Tomorrow I am set for my next EMDR session.
The one thing I haven’t mentioned about EMDR and I should really for any of you lovely people considering this excellent treatment and that is that the treatment is very exhausting.
I spent three days on an adrenaline high followed by three days of pure exhaustion.
This is worth noting as it certainly effects one’s ability to do the things they normally do, such as their job!
I run my own business, I am self employed and I am not convinced I could do this EMDR treatment if I was not self employed. My wife did it while on sickness leave from her work.
Although, equally, I know of other people who have had to hold down a job while having EMDR therapy and did so. I am only talking from my own experience. My experience is that by the time the next EMDR therapy session is about to begin I am still recovering from the last one.
I have been dog tired, way beyond how tired I normally get and I do get tired quite often as I have a tendency to over do things, well everything really.
In addition to running my business, I do academic research with two Professors in a UK University, I blog on two blogsites, and I am carrying our hard manual building at least twice a week on a regular basis which is physically taxing. Most of this I haven’t had the energy for, in the last couple of weeks of EMDR.
EMDR treatment is fairly quick in it’s ability to quickly positive outcomes compared to some treatments but it does have the price of being very tiring.
I am writing this because I do not want to give the impression that it is simply a case of rolling up to treatment, it being great and then back for some of the same the next week! It is not like that, as I say it is exhausting.
I have also had over ten years in recovery which has helped greatly. I am not sure how I could have coped with this level of exhaustion eight years ago? Maybe I could, it is difficult to say.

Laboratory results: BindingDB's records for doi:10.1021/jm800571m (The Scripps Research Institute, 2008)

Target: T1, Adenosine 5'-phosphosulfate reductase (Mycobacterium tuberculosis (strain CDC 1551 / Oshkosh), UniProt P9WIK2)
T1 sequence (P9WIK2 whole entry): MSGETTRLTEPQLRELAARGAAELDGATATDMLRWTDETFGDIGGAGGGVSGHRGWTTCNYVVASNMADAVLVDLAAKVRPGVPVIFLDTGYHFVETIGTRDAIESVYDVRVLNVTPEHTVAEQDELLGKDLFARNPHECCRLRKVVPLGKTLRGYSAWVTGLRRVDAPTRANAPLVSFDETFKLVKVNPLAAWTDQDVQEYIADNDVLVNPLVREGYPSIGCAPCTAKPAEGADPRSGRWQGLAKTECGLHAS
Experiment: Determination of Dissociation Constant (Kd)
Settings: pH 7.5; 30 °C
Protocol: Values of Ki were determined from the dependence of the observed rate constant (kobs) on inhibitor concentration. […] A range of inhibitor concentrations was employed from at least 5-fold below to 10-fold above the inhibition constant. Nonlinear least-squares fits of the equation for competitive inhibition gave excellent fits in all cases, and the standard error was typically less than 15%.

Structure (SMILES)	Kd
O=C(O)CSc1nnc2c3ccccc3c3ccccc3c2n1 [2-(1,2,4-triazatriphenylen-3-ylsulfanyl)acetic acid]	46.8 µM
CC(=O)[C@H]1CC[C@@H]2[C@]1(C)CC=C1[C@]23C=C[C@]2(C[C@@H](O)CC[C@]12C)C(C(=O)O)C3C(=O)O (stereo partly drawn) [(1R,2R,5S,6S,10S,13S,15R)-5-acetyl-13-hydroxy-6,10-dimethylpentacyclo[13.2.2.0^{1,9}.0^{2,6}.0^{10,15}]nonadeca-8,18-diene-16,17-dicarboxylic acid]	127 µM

I am not saying this to put anyone off, I think EMDR works for people in recovery whatever their length of recovery. I am just stating that it is very tiring and this should be factored into one’s awareness about doing EMDR.
Obviously I do not like being this tired but it is part of it I guess?
I find this level of tiredness makes me a bit more snappy with people, not as able to cope with frustration as usual and also it can create a low or sometimes negative mood that is not really linked to anything in particular other than being very tired. I have panda black rings under my eyes.
Okay that’s me done. An unusually short blog from me this time (shows how tired I am, lol!)
I do try to write shorter blogs but it rarely happens. Things gush our of me a bit and then I have written a chapter rather than a blog!!
All grist to the mill as they say in the UK. I would like to put this writing in a book one day. Explaining what happens in the brain of recovery but also using personal stories of recovery like the blogs I am writing now.
I noticed in my other blogsite Inside the Alcoholic Brain that the most popular blogs by far have been on the topics of PTSD and C_PTSD and the treatment thereof via EMDR.
I think many people in recovery catch on to the idea eventually that they actually suffer C-PTSD (and other co-occurring disorders) and also insecure attachment the longer they are in recovery.
Through time recovery is about more than not relapsing, more than addiction and becomes a voyage of discovery and a search for increased well being and quality of life – William White calls it “better than well!”
These factors are also prompting me to do EMDR and finally get past my past. A past that has troubled me for over forty years.
I want to fully engage in the now, the present, I want the past fractures to be mended and the love that I know is scattered across different areas of past and present life to finally be reconciled. .
I have choice now, I never had when in active alcoholism and addiction.
What a wonderful thing, choice!